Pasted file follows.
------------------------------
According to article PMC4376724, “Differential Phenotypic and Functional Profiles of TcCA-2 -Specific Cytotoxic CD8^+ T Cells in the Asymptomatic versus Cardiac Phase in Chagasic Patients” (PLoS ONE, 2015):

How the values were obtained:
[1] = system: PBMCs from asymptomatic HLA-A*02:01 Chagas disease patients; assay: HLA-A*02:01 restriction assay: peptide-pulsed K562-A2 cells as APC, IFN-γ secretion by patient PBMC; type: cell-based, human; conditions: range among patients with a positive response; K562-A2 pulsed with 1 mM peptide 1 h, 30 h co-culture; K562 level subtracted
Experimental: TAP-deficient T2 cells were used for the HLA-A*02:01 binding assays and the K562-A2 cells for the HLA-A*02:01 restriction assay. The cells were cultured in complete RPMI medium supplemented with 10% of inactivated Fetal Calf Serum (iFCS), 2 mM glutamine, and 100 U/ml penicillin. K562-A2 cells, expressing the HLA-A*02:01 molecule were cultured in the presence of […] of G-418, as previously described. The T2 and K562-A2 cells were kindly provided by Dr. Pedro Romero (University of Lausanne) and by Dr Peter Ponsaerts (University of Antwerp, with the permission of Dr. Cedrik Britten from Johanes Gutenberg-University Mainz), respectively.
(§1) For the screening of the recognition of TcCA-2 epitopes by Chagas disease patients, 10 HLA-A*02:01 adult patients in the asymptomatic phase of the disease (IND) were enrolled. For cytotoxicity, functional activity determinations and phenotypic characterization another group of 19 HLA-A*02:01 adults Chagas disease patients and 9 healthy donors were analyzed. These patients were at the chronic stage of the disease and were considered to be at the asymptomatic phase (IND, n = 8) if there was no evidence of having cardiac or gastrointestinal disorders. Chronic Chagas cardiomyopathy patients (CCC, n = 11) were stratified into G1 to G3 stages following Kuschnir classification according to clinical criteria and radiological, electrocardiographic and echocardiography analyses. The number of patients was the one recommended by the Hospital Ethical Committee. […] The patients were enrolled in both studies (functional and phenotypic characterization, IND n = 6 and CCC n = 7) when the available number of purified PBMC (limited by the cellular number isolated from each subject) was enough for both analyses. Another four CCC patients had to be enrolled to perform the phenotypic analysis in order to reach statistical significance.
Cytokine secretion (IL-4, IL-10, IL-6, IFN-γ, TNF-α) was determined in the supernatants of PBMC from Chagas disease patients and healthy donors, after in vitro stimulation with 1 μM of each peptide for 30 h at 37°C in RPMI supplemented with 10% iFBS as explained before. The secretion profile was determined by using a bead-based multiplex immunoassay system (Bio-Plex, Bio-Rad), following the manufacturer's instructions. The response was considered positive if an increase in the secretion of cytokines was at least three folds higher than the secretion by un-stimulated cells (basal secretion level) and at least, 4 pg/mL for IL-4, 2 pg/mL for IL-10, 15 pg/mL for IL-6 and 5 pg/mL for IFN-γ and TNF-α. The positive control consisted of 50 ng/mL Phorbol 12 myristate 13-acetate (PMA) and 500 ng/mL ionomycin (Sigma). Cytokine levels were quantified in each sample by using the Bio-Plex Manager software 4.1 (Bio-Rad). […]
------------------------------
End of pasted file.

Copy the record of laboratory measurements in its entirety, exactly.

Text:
According to article PMC4376724, “Differential Phenotypic and Functional Profiles of TcCA-2 -Specific Cytotoxic CD8^+ T Cells in the Asymptomatic versus Cardiac Phase in Chagasic Patients” (PLoS ONE, 2015):

How the values were obtained:
[1] = system: PBMCs from asymptomatic HLA-A*02:01 Chagas disease patients; assay: HLA-A*02:01 restriction assay: peptide-pulsed K562-A2 cells as APC, IFN-γ secretion by patient PBMC; type: cell-based, human; conditions: range among patients with a positive response; K562-A2 pulsed with 1 mM peptide 1 h, 30 h co-culture; K562 level subtracted
Experimental: TAP-deficient T2 cells were used for the HLA-A*02:01 binding assays and the K562-A2 cells for the HLA-A*02:01 restriction assay. The cells were cultured in complete RPMI medium supplemented with 10% of inactivated Fetal Calf Serum (iFCS), 2 mM glutamine, and 100 U/ml penicillin. K562-A2 cells, expressing the HLA-A*02:01 molecule were cultured in the presence of […] of G-418, as previously described. The T2 and K562-A2 cells were kindly provided by Dr. Pedro Romero (University of Lausanne) and by Dr Peter Ponsaerts (University of Antwerp, with the permission of Dr. Cedrik Britten from Johanes Gutenberg-University Mainz), respectively.
(§1) For the screening of the recognition of TcCA-2 epitopes by Chagas disease patients, 10 HLA-A*02:01 adult patients in the asymptomatic phase of the disease (IND) were enrolled. For cytotoxicity, functional activity determinations and phenotypic characterization another group of 19 HLA-A*02:01 adults Chagas disease patients and 9 healthy donors were analyzed. These patients were at the chronic stage of the disease and were considered to be at the asymptomatic phase (IND, n = 8) if there was no evidence of having cardiac or gastrointestinal disorders. Chronic Chagas cardiomyopathy patients (CCC, n = 11) were stratified into G1 to G3 stages following Kuschnir classification according to clinical criteria and radiological, electrocardiographic and echocardiography analyses. The number of patients was the one recommended by the Hospital Ethical Committee. […] The patients were enrolled in both studies (functional and phenotypic characterization, IND n = 6 and CCC n = 7) when the available number of purified PBMC (limited by the cellular number isolated from each subject) was enough for both analyses. Another four CCC patients had to be enrolled to perform the phenotypic analysis in order to reach statistical significance.
Cytokine secretion (IL-4, IL-10, IL-6, IFN-γ, TNF-α) was determined in the supernatants of PBMC from Chagas disease patients and healthy donors, after in vitro stimulation with 1 μM of each peptide for 30 h at 37°C in RPMI supplemented with 10% iFBS as explained before. The secretion profile was determined by using a bead-based multiplex immunoassay system (Bio-Plex, Bio-Rad), following the manufacturer's instructions. The response was considered positive if an increase in the secretion of cytokines was at least three folds higher than the secretion by un-stimulated cells (basal secretion level) and at least, 4 pg/mL for IL-4, 2 pg/mL for IL-10, 15 pg/mL for IL-6 and 5 pg/mL for IFN-γ and TNF-α. The positive control consisted of 50 ng/mL Phorbol 12 myristate 13-acetate (PMA) and 500 ng/mL ionomycin (Sigma). Cytokine levels were quantified in each sample by using the Bio-Plex Manager software 4.1 (Bio-Rad). […]